As I grow older, my respect for athletes of many sports has grown. Although the players of many team sports can often settle into the stereotype of "the jock," I have learned that these stereotypes are often false. Often, sports requiring high amounts of physical accomplishment both attract and influence participants toward discipline, methodical observation, and practiced effort.
Last year, I learned to respect the efforts of track/cross-country athletes, when I became more fully acquainted with Melissa St. Clair, one of my school's top athletes and top scholars.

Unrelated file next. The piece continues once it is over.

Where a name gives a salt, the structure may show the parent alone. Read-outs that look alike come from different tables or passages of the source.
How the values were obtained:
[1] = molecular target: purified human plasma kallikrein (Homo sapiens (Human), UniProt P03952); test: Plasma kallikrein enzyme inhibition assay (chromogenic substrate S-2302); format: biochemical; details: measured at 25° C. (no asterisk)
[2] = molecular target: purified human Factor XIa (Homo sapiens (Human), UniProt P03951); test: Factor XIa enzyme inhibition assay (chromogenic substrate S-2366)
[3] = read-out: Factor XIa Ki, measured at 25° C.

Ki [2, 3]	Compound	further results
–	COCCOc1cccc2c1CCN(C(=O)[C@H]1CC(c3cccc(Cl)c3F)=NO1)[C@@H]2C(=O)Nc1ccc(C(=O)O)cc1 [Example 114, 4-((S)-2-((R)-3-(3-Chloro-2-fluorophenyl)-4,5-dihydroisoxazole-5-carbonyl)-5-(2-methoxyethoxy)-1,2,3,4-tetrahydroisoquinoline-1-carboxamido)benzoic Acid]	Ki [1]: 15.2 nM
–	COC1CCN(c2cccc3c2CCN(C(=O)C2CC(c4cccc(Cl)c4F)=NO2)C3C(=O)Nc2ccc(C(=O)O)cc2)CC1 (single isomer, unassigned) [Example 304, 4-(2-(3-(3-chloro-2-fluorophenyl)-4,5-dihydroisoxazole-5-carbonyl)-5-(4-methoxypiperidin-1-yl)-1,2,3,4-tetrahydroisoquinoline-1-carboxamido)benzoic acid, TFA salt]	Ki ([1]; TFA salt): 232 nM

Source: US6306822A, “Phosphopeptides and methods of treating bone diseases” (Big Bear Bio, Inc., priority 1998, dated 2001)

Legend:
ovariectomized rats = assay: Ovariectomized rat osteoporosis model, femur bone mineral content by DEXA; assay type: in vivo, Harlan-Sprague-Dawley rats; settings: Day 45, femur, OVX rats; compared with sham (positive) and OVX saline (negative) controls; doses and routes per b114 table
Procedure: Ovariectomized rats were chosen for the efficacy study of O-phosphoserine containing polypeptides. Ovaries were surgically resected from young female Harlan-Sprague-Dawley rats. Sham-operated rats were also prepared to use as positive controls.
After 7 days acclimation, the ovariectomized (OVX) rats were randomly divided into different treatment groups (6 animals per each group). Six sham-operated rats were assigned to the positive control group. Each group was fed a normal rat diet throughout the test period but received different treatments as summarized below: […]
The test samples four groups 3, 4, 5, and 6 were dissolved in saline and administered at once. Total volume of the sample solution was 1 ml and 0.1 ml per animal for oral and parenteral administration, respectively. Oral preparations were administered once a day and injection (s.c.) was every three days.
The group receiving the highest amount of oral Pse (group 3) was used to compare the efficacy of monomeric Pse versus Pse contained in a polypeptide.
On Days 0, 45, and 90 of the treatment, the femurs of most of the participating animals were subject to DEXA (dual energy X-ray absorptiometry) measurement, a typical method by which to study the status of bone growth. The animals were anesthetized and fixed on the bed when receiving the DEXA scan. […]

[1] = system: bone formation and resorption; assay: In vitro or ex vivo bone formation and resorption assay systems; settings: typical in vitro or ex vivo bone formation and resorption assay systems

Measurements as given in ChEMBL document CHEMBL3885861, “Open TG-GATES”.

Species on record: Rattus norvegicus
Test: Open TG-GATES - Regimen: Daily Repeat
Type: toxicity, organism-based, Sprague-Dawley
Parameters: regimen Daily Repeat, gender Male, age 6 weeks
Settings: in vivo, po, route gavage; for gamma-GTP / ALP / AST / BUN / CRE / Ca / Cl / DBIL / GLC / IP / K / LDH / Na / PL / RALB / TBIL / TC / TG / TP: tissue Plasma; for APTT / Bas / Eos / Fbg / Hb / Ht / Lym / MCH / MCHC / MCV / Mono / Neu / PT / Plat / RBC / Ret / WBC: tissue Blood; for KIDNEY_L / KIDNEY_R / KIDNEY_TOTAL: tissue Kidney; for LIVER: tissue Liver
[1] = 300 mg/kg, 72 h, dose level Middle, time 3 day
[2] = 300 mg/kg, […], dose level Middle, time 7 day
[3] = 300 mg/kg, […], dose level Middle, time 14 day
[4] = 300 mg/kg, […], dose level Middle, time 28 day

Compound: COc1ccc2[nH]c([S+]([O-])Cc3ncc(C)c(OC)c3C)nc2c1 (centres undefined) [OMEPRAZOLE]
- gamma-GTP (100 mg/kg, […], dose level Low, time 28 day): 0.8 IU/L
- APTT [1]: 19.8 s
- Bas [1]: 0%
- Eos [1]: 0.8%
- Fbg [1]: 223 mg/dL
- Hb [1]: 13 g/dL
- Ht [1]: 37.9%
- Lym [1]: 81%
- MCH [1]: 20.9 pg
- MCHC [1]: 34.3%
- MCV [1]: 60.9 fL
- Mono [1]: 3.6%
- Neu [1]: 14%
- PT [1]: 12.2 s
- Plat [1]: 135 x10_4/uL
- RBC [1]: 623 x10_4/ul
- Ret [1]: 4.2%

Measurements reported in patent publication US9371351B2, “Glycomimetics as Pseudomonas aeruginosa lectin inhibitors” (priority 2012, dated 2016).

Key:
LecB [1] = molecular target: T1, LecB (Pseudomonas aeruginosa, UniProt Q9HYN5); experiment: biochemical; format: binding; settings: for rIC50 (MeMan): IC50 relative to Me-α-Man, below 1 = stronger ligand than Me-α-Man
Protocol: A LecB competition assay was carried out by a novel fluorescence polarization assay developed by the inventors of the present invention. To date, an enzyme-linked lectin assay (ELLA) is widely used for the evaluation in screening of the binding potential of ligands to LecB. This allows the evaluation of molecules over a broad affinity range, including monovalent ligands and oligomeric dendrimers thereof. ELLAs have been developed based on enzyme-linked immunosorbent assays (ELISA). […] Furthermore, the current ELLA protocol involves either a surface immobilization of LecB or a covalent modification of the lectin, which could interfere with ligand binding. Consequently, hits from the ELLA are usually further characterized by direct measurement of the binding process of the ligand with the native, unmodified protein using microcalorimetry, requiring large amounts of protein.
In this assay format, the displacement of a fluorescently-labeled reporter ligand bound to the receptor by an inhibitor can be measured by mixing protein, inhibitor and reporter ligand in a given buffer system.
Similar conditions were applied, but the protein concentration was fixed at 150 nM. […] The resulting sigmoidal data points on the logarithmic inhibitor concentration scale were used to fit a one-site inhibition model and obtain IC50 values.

Last night, I learned to respect the efforts of swimmers when I spent some time in the college's pool. In over three years at Elizabethtown, I had never gone to the pool. Indeed; I have not been swimming for eight or nine years. I was in for a surprise.
I could barely swim a single lap.
This was a large surprise, since I think little of an 8.5-hour bicycle ride. But upper body strength is a foreign concept to a cyclist, so I suppose it makes sense.
I have concluded the swimming is the best possible exercise for players of wind instruments. The water pressure on your torso forces the diaphragm to work much harder.